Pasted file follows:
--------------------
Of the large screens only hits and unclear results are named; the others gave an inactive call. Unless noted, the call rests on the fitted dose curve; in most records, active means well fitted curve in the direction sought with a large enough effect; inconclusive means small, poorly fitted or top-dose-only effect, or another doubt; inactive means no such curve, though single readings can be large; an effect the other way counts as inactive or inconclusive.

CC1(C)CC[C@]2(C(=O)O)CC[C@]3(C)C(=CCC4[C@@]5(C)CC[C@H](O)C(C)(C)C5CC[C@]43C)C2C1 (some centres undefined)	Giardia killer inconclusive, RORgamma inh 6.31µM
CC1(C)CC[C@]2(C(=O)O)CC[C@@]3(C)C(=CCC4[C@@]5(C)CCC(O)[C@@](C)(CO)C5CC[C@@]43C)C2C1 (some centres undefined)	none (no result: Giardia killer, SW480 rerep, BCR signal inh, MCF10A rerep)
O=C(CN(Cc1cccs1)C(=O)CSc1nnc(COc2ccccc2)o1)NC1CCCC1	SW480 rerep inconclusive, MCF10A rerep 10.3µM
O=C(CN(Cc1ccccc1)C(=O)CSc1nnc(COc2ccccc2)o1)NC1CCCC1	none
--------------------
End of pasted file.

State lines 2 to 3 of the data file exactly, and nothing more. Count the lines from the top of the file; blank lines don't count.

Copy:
CC1(C)CC[C@]2(C(=O)O)CC[C@]3(C)C(=CCC4[C@@]5(C)CC[C@H](O)C(C)(C)C5CC[C@]43C)C2C1 (some centres undefined)	Giardia killer inconclusive, RORgamma inh 6.31µM
CC1(C)CC[C@]2(C(=O)O)CC[C@@]3(C)C(=CCC4[C@@]5(C)CCC(O)[C@@](C)(CO)C5CC[C@@]43C)C2C1 (some centres undefined)	none (no result: Giardia killer, SW480 rerep, BCR signal inh, MCF10A rerep)